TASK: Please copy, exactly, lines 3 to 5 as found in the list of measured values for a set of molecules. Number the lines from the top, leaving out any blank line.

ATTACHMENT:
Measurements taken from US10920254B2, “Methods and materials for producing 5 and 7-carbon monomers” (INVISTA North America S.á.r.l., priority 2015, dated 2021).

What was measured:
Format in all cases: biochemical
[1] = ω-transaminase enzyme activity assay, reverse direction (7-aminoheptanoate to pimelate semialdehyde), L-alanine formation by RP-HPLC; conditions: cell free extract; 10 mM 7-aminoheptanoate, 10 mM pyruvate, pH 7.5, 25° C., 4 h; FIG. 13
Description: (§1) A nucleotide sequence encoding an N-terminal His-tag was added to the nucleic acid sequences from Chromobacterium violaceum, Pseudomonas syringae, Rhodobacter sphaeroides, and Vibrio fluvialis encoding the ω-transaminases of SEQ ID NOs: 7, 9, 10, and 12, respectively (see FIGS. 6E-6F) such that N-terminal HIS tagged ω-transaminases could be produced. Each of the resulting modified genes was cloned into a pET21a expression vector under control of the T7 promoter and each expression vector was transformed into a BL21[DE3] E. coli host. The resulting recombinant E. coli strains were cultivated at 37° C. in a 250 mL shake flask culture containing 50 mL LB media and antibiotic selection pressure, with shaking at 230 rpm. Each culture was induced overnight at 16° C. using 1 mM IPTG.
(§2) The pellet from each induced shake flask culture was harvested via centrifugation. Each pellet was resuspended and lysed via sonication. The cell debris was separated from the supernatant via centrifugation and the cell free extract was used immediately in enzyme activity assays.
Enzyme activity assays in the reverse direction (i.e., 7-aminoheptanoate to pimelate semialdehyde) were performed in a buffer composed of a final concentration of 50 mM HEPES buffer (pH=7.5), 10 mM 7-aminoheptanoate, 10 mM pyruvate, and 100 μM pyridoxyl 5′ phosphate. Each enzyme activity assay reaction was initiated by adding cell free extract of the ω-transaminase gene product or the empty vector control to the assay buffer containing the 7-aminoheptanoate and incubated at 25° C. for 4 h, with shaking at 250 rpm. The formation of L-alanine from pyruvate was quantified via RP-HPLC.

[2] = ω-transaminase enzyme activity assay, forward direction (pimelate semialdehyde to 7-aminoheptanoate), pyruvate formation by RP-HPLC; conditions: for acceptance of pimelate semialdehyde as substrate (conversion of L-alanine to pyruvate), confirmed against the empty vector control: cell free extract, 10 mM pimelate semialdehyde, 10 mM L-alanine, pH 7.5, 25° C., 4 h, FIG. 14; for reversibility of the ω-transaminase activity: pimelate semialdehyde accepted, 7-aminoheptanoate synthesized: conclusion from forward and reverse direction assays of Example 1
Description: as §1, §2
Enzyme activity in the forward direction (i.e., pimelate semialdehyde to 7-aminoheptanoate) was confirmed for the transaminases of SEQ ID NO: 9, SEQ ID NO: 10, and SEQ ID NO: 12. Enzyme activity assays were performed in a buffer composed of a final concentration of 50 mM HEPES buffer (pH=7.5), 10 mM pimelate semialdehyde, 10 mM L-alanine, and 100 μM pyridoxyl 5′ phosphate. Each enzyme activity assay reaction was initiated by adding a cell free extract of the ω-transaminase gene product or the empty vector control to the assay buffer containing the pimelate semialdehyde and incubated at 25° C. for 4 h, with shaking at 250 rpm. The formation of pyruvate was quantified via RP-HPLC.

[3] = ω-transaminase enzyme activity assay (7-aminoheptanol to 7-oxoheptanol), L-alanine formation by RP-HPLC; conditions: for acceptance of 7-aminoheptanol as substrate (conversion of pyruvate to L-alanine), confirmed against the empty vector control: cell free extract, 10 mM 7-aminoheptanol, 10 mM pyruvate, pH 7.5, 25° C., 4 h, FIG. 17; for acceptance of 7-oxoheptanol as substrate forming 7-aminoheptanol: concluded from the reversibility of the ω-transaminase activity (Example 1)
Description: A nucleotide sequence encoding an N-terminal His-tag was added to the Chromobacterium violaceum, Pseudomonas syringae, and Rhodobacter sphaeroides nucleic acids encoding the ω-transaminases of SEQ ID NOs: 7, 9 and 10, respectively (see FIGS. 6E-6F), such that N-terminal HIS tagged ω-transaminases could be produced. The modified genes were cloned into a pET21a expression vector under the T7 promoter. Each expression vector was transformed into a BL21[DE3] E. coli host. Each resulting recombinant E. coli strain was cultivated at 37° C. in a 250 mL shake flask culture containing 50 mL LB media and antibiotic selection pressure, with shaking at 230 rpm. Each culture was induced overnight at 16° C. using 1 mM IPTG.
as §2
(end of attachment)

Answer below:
Format in all cases: biochemical
[1] = ω-transaminase enzyme activity assay, reverse direction (7-aminoheptanoate to pimelate semialdehyde), L-alanine formation by RP-HPLC; conditions: cell free extract; 10 mM 7-aminoheptanoate, 10 mM pyruvate, pH 7.5, 25° C., 4 h; FIG. 13
Description: (§1) A nucleotide sequence encoding an N-terminal His-tag was added to the nucleic acid sequences from Chromobacterium violaceum, Pseudomonas syringae, Rhodobacter sphaeroides, and Vibrio fluvialis encoding the ω-transaminases of SEQ ID NOs: 7, 9, 10, and 12, respectively (see FIGS. 6E-6F) such that N-terminal HIS tagged ω-transaminases could be produced. Each of the resulting modified genes was cloned into a pET21a expression vector under control of the T7 promoter and each expression vector was transformed into a BL21[DE3] E. coli host. The resulting recombinant E. coli strains were cultivated at 37° C. in a 250 mL shake flask culture containing 50 mL LB media and antibiotic selection pressure, with shaking at 230 rpm. Each culture was induced overnight at 16° C. using 1 mM IPTG.